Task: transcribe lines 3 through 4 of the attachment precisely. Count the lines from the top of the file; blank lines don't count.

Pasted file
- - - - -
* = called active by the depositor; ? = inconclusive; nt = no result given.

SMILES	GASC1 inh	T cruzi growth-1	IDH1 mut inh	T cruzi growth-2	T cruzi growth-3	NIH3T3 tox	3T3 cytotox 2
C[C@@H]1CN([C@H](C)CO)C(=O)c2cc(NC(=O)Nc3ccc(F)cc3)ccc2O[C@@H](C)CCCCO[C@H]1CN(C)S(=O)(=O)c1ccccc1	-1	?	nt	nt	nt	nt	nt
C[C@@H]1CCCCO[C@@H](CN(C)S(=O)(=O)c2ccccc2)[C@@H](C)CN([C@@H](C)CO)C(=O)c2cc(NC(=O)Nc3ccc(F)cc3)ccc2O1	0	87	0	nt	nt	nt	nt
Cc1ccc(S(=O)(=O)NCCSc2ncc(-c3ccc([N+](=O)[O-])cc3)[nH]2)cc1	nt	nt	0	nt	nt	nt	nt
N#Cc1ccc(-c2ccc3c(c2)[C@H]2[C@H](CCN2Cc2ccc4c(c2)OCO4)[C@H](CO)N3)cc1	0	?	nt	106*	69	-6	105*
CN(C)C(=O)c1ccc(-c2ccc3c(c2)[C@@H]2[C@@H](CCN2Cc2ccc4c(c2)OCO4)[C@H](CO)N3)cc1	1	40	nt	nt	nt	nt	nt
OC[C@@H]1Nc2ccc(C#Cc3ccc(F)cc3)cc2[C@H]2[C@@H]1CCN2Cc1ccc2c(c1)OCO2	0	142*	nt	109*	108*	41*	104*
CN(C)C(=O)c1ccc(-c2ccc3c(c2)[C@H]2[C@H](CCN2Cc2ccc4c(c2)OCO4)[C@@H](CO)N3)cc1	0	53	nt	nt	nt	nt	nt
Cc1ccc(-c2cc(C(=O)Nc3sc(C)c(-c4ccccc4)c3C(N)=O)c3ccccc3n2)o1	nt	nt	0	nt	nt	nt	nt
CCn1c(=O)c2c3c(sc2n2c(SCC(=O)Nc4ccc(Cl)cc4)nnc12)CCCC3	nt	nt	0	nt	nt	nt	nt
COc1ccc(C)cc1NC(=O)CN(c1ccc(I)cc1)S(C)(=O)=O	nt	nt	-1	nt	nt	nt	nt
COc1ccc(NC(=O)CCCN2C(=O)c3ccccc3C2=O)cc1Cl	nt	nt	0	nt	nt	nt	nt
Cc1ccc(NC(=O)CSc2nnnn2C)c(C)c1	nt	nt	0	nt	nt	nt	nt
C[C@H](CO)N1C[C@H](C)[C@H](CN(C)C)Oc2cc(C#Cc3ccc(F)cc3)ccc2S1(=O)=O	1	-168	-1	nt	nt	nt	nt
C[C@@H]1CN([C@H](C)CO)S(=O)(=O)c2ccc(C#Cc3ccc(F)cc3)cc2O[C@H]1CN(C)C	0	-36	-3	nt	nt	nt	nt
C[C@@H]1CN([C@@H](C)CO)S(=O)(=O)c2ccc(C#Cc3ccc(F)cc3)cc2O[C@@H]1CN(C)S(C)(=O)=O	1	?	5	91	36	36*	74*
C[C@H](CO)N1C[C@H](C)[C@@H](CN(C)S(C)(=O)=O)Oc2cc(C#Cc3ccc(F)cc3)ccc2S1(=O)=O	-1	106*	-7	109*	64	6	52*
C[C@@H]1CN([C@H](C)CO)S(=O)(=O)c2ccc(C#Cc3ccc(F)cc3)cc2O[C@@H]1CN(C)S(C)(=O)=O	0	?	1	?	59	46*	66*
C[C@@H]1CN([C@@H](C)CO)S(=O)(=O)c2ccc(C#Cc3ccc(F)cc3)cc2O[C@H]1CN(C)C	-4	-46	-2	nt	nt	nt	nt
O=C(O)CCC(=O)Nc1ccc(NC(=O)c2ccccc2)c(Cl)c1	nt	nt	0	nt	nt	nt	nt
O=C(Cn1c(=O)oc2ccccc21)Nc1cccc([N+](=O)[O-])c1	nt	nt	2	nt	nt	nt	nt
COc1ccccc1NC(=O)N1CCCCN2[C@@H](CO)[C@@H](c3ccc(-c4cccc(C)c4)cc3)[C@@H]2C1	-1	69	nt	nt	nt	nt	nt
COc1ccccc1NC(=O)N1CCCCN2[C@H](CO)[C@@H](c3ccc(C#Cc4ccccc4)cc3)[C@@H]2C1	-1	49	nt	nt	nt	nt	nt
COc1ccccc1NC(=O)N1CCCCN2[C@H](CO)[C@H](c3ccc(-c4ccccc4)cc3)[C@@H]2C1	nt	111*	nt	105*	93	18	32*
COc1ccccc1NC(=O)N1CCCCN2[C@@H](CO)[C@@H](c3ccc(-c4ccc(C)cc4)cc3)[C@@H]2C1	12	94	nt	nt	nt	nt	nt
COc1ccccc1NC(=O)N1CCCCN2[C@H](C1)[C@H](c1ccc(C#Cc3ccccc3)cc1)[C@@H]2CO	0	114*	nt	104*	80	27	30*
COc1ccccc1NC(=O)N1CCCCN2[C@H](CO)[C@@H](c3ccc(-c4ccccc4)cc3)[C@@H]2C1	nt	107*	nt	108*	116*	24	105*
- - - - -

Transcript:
C[C@@H]1CN([C@H](C)CO)C(=O)c2cc(NC(=O)Nc3ccc(F)cc3)ccc2O[C@@H](C)CCCCO[C@H]1CN(C)S(=O)(=O)c1ccccc1	-1	?	nt	nt	nt	nt	nt
C[C@@H]1CCCCO[C@@H](CN(C)S(=O)(=O)c2ccccc2)[C@@H](C)CN([C@@H](C)CO)C(=O)c2cc(NC(=O)Nc3ccc(F)cc3)ccc2O1	0	87	0	nt	nt	nt	nt